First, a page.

Hardware and Setup
|Pablo Coast22's non powered stylus.|
The stylus comes with extra nibs, a nib remover - all contained in the stylus desk stand. The stylus its self has a triangular shaft which can feel a little odd at first but I like it. Mainly because it helps ensure the button on the side is always in the right spot when I pick it up. With my WACOM stylus I was forever having to correct my grip so the button was on the top.
|One of these Swing Arm Desk|
Mounts is ideal for larger
Pen Display Monitors.
|The included stand. Okay if you're|
going to leave the monitor in
one position mostly.
Installing the Monitor into my system was fairly painless, though it could have used better instructions. Not having used anything like this before I had no idea that the supplied USB cable is what sends all the pen's interactions back to the computer. I was thinking the USB port on the monitor was perhaps a USB through port or something like other devices I have.
If you don't connect the USB cable from the monitor to your computer the device is literally just a straight monitor that you can connect to your system either via HDMI, VGA or DVI port. The various monitor port options were great since I already have two monitors connected to my system. Unfortunately my graphics card, which can have three monitors connected, can only run two of them at any one time.
Not too big an issue. It just means, when I plan to use the Pen Display I have to go into my Graphic Card control panel and switch one monitor over. I could just remove one monitor entirely from my system but I like them too much - and both have better color and are brighter than the Pablo, even if that is set to full brightness.
Through the course of researching Pen Displays I read that people sometimes encountered issues with WACOM drivers conflicting with other Pen Display drivers. In light of that, I made sure my Intuos drivers were completely removed from my system before installing the Pablo drivers from the CD.
I've also read some people have had no issues with both WACOM drivers and other Pen Display drivers installed so, whether uninstalling the drivers was necessary or not, I don't know. The fact is the Pablo Drivers installed with no problems and everything worked fine (once I worked out I needed the USB cable connected too).
Using the Pablo Coast22
|This is my current setup. The desk mount|
arm makes it easy to fit the Pen Display
Monitor into such limited space.
I use it mostly with Clip Studio Paint (formerly Manga Studio) for sketching ideas, illustration and character design work. I've also used it with Springboard for Storyboarding.
In comparison to my WACOM Intuos I would say it's just as responsive. Both have more than 2000 levels of pressure sensitivity but this isn't something I've exploited a lot. Much of my work is sketching and then converting my art to vectors where pressure sensitivity is not necessarily vital.
I was never a heavy user of my Intuos tablet because, although I had no issue with the disconnect between the pad and the screen, I never liked the indirectness of it.
Drawing directly on screen wins hands down for me. Other than the shape of the stylus shaft there's not a lot of difference between the drawing experience (apart from the drawing pad vs drawing directly on screen).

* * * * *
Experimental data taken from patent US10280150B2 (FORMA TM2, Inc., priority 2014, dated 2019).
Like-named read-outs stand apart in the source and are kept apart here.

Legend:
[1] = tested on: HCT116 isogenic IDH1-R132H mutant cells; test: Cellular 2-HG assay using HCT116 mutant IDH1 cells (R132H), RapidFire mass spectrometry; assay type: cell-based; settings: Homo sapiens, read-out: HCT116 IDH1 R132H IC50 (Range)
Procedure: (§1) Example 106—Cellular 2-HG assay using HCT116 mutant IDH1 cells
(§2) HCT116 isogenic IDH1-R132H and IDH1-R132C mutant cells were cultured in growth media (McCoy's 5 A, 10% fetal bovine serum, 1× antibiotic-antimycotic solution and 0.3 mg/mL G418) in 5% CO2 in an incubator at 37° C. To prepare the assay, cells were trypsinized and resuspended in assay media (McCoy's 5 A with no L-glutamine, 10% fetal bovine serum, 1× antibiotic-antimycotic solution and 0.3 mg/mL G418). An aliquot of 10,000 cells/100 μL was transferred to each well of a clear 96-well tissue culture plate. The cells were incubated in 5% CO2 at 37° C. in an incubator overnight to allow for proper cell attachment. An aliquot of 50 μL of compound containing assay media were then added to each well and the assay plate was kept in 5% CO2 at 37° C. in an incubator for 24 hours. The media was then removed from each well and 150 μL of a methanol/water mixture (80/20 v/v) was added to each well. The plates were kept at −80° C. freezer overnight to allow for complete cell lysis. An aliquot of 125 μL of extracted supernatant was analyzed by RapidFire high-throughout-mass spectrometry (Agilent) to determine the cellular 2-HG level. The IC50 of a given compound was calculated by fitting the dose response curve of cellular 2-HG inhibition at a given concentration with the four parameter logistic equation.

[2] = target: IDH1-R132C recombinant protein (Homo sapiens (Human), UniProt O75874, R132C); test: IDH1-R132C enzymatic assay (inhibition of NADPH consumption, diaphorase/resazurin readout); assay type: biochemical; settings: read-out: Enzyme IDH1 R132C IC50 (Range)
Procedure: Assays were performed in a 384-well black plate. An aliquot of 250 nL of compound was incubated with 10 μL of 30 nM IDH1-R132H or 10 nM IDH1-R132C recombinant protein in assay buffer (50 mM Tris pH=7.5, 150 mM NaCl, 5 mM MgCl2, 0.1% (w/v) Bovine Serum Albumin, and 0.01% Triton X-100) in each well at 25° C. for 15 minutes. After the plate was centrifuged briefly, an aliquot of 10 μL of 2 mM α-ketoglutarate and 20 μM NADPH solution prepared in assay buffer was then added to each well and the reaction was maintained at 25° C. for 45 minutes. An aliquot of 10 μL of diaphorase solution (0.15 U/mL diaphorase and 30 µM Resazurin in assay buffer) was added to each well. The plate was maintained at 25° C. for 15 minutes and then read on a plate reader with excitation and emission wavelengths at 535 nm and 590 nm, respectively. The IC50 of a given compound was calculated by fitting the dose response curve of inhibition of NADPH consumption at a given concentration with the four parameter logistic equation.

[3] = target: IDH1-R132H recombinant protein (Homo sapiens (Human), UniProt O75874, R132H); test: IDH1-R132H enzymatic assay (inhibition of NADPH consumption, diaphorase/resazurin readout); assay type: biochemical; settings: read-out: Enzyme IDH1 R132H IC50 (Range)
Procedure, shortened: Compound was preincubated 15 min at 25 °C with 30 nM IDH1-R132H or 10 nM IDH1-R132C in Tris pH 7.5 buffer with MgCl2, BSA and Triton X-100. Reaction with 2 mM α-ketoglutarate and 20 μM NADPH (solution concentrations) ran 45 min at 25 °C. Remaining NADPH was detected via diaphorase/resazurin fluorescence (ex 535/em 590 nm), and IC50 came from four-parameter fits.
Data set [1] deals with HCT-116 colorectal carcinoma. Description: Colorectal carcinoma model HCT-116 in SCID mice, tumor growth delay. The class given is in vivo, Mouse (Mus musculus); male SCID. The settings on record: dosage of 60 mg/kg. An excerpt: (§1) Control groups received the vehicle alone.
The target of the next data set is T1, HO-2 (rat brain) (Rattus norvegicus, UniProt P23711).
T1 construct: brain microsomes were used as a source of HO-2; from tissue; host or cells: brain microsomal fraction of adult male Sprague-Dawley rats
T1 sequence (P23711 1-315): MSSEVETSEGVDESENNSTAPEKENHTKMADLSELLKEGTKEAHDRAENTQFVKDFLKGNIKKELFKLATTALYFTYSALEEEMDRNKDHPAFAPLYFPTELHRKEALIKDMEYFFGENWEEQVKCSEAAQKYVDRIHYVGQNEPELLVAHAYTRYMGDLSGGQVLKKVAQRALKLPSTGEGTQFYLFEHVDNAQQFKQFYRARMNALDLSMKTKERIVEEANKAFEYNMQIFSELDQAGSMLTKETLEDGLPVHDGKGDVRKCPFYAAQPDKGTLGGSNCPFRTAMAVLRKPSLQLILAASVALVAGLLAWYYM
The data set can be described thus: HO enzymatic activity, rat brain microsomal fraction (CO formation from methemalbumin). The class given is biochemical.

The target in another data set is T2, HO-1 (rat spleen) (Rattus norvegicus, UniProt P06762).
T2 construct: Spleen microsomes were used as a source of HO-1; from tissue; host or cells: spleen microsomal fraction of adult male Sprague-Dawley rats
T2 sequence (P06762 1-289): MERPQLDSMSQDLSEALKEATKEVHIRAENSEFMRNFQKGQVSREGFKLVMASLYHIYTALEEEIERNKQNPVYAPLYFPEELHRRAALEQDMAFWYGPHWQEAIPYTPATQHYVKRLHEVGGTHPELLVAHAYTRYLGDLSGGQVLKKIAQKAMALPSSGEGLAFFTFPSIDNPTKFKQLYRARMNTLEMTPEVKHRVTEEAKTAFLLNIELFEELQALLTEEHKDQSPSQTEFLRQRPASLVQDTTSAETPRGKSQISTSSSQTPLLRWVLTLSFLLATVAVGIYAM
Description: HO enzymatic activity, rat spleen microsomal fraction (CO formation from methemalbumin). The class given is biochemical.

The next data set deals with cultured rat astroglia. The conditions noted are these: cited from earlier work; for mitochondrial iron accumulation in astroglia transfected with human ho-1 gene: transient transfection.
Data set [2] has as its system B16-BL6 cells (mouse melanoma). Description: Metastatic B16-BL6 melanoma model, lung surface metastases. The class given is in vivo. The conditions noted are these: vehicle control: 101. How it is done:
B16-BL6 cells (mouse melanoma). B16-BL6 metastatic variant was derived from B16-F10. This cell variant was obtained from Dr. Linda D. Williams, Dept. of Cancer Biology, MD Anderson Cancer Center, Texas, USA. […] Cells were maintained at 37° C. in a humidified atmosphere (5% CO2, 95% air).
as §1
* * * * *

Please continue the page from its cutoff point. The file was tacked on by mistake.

What I do miss from my Intuos is the programmable side buttons and control ring, which enable you to draw with one hand and control things like zooming and rotating the canvas with the other.
The Pablo Coast22 is all screen with no programmable buttons. Whilst you can use your spare hand with your keyboard it's harder to locate an entire keyboard to a comfortable position alongside the monitor whilst drawing.
|One of these gaming keyboards|
will resolve the lack of
Installing this was a simple case of plugging it in to a USB port and then mapping the keyboard short cuts I use all the time to it. Now I can easily draw with one hand and access all my keyboard shortcuts with the other.
As my very first pen display monitor I'm extremely happy with my purchase. I have no doubt an equivalent WACOM Pen Display Monitor would probably blow the Pablo Coast22 out of the water but at least four to five times the price it should.
As a light user of this kind of display, where the majority of my work is sketching out ideas rather than creating finished art, the Pablo Coast22 is more than capable.
If you've never had a Pen Display tablet this is definitely a good first encounter. The luxury of a big screen at a fraction of the price of other options is a great selling point.
The color and brightness could be an issue if this is critical to your work. I've spent time trying to get these to match my other monitors without a great deal of success. I can't get it as bright or as vibrant. Which is not to say it's bad - it's good enough and mostly a non issue for me. Perhaps other pen display monitors are the same purely for the eye safety reasons?
I haven't had any issues with the responsiveness of the stylus or the fact that it is triangular in shape. I enjoy using it and am very happy it doesn't require power or batteries.
Overall I'd recommend the Pablo Coast22 to anyone looking to buy their first Pen Display Monitor or wanting to upgrade to a larger monitor but still on a limited budget.
If you've already experienced a WACOM pen display monitor of any kind this could feel a little like downgrading. I can't say for sure. All I know is that it is definitely an upgrade from a WACOM Intuos 4 Drawing Pad Tablet.